From Furniture to Jewelry
About 20 years ago, I realized I had an unusual fear of power tools. So I decided to stare that monster in the eye and learn how to make furniture. I took a bunch of classes where I conquered wood planers and table saws and all kinds of other beefy machines. I threw down that fear, put my foot on its chest, raised my arms then walked away with a few nice pieces of furniture.
The exercise was good for the psyche, but I can’t say I fell in love with the idea of busting out end tables and chests of drawers all day. What I did fall in love with was the fine handwork required to finish the job. The experience definitely pointed me toward jewelry-making and knowing the ins and outs of power tools has been a godsend in that regard.
3 Ideas on How to Use a Drill for Making Jewelry
The favorite power tool from my furniture-making days that I now regularly use in my jewelry studio? A good old drill. For years I used a rechargeable shop drill, which worked fine for big, simple jewelry projects, but now I have a high-speed craft drill that allows for finer work. It was a fairly low investment for how much I use it. Here are some of my most-common uses:
Customizing or making my own findings is one of my favorite ways to use a drill for jewelry making. I often drill a hole at the edge of a ring link to create another option for connecting to it. Another idea is to create 3-hole connectors by drilling holes into the sides of a small metal square.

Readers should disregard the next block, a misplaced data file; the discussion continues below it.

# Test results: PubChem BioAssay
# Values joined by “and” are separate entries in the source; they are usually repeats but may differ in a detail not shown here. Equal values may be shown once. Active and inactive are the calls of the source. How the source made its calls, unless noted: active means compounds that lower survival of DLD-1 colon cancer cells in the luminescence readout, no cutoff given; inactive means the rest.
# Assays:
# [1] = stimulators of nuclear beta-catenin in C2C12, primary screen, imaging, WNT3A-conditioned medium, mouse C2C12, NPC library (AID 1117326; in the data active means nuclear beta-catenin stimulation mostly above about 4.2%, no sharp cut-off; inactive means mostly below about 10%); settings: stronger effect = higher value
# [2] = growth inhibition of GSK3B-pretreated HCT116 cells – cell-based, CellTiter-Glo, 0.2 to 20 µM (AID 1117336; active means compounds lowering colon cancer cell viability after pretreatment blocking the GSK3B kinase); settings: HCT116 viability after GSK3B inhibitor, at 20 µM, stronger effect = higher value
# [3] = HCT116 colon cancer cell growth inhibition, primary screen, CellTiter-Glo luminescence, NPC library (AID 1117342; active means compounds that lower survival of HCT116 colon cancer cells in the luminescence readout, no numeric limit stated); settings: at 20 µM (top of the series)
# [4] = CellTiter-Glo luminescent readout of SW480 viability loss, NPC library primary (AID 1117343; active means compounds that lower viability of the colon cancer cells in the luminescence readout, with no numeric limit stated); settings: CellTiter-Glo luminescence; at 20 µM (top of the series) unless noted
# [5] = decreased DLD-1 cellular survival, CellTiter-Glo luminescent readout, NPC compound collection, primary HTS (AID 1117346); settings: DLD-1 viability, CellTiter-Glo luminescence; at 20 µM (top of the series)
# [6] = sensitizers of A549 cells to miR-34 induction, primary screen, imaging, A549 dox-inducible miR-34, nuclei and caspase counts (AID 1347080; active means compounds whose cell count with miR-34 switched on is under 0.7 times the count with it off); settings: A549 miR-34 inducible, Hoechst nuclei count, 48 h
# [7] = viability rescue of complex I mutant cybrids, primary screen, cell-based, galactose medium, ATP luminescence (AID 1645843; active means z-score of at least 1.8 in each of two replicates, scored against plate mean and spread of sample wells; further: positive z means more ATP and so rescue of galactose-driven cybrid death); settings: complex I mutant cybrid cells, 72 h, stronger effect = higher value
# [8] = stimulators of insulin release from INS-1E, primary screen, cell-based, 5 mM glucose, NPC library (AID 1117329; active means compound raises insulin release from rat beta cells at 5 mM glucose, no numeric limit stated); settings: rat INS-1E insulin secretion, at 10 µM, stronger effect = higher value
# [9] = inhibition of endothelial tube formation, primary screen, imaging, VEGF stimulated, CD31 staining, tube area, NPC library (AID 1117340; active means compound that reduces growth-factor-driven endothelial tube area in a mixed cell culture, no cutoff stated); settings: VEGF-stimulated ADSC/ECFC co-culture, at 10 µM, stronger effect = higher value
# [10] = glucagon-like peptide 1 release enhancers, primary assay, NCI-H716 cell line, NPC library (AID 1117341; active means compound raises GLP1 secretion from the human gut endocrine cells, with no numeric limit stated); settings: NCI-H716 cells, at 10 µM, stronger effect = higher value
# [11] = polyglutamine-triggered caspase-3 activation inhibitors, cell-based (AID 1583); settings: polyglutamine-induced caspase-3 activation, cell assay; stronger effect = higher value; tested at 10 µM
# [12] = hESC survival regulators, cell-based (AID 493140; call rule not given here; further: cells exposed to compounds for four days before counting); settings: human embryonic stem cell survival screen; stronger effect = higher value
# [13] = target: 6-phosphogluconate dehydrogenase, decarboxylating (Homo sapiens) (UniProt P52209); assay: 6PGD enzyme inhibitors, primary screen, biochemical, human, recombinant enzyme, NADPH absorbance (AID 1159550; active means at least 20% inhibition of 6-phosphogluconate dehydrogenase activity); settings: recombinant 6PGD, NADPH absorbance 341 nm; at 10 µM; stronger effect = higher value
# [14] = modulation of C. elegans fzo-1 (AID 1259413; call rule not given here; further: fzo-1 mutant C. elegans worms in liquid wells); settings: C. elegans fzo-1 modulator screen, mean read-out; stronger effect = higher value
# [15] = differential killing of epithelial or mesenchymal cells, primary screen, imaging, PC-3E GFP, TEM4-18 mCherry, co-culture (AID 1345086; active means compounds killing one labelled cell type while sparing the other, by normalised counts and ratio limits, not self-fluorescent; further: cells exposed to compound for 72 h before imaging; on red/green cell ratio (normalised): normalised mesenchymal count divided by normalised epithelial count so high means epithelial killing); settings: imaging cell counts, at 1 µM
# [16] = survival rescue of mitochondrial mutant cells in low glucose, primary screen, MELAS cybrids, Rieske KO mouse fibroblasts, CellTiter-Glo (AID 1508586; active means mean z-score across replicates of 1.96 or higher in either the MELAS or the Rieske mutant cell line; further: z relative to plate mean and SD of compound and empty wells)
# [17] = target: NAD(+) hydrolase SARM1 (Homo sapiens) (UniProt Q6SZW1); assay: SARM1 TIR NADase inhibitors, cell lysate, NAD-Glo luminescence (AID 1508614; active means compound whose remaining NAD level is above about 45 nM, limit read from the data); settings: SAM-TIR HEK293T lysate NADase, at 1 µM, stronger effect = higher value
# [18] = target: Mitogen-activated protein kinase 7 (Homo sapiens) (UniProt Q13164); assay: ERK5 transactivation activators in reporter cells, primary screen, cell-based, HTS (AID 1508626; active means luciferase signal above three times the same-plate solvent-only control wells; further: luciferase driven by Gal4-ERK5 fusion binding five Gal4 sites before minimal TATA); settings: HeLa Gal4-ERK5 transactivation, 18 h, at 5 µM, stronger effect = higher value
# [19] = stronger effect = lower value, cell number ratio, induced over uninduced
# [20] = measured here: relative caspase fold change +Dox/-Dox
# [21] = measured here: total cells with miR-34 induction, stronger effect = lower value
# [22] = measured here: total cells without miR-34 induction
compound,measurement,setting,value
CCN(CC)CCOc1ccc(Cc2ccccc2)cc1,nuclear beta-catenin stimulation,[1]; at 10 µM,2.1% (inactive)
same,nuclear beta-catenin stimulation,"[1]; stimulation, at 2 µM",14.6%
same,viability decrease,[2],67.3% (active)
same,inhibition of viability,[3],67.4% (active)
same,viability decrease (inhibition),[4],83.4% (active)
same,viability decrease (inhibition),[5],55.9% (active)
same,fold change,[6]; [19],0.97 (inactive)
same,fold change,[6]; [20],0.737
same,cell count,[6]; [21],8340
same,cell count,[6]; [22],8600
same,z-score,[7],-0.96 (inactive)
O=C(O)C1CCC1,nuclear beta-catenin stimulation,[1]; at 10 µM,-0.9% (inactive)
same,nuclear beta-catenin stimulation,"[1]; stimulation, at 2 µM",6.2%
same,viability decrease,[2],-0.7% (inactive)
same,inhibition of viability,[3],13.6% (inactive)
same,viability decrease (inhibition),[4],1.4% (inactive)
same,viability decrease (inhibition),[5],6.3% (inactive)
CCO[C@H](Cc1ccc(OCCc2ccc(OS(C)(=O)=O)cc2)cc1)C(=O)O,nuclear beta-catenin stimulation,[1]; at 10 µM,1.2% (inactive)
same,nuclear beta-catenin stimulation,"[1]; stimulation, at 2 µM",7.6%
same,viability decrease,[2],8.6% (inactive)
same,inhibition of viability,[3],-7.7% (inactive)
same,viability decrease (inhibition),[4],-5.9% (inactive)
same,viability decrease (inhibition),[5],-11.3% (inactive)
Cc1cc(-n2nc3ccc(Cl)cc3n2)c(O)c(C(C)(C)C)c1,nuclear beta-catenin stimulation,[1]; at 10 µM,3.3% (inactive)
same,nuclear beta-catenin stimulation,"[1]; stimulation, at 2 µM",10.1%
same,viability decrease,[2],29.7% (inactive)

If you plan on creating rivets for metal jewelry, a drill is the most accurate way to get the rivet hole in the place you need it to be. Mark Nelson shows just how to do this with his fun Tape Measure Bracelet how-to on Beads, Baubles, and Jewels series 900 video. He handily uses his drill to make rivet holes for a simple, but very chic cuff bracelet.
You can turn just about anything into a bead using a high-speed drill. Be sure to use the proper bit for the material you’re drilling. To drill things like glass and shell, don your safety glasses and drill your item so it’s submerged in water. This keeps the item nice and cool (and potentially dangerous dust soggy) while the drill does its work. I set a hockey puck in the bottom of a metal pan, set the item on top of the puck, fill the pan with water so it slightly covers the item, and drill away.
(Please note how the tip of the drill bit is submerged in the water—not the drill! You won’t get much of anything done ever again if you submerge an electric drill . . . )
What do you use your drill for in your jewelry studio? Got any drilling tips to share? Please let us all know on the website.